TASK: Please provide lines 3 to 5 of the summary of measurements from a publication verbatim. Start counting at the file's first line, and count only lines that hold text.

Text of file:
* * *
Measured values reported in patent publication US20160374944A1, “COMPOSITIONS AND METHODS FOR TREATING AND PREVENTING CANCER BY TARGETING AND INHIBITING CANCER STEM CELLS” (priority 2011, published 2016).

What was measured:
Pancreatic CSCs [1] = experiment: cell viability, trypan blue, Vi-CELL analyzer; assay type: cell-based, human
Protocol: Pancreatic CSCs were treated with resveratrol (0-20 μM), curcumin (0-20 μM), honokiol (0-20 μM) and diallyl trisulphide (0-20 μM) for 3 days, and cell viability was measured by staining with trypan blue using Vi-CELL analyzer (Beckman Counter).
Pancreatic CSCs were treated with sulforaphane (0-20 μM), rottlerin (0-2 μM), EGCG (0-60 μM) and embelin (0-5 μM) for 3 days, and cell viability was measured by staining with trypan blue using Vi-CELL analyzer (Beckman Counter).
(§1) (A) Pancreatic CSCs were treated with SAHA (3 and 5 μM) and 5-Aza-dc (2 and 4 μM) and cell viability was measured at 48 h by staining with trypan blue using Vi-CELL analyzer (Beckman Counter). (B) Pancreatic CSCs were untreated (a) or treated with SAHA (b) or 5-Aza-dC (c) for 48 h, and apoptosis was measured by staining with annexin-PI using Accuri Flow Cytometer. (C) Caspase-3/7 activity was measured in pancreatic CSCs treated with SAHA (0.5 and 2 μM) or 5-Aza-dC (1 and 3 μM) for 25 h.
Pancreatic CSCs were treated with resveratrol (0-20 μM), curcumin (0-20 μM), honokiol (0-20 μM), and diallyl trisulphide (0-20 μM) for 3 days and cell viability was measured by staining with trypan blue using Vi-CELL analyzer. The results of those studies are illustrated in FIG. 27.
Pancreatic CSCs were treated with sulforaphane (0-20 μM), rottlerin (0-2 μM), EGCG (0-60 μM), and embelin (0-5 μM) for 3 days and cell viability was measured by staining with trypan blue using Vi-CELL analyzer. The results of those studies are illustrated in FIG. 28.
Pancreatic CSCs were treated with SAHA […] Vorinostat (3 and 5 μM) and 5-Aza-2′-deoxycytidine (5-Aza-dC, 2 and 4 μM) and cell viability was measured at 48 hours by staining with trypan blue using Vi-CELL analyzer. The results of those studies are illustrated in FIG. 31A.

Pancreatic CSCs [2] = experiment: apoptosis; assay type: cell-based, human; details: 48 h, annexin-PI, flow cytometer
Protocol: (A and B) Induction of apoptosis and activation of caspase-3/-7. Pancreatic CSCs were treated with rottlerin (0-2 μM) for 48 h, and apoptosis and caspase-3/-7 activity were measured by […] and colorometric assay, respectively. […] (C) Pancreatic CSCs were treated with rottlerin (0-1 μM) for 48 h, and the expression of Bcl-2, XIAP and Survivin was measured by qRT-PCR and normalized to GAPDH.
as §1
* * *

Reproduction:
Pancreatic CSCs [1] = experiment: cell viability, trypan blue, Vi-CELL analyzer; assay type: cell-based, human
Protocol: Pancreatic CSCs were treated with resveratrol (0-20 μM), curcumin (0-20 μM), honokiol (0-20 μM) and diallyl trisulphide (0-20 μM) for 3 days, and cell viability was measured by staining with trypan blue using Vi-CELL analyzer (Beckman Counter).
Pancreatic CSCs were treated with sulforaphane (0-20 μM), rottlerin (0-2 μM), EGCG (0-60 μM) and embelin (0-5 μM) for 3 days, and cell viability was measured by staining with trypan blue using Vi-CELL analyzer (Beckman Counter).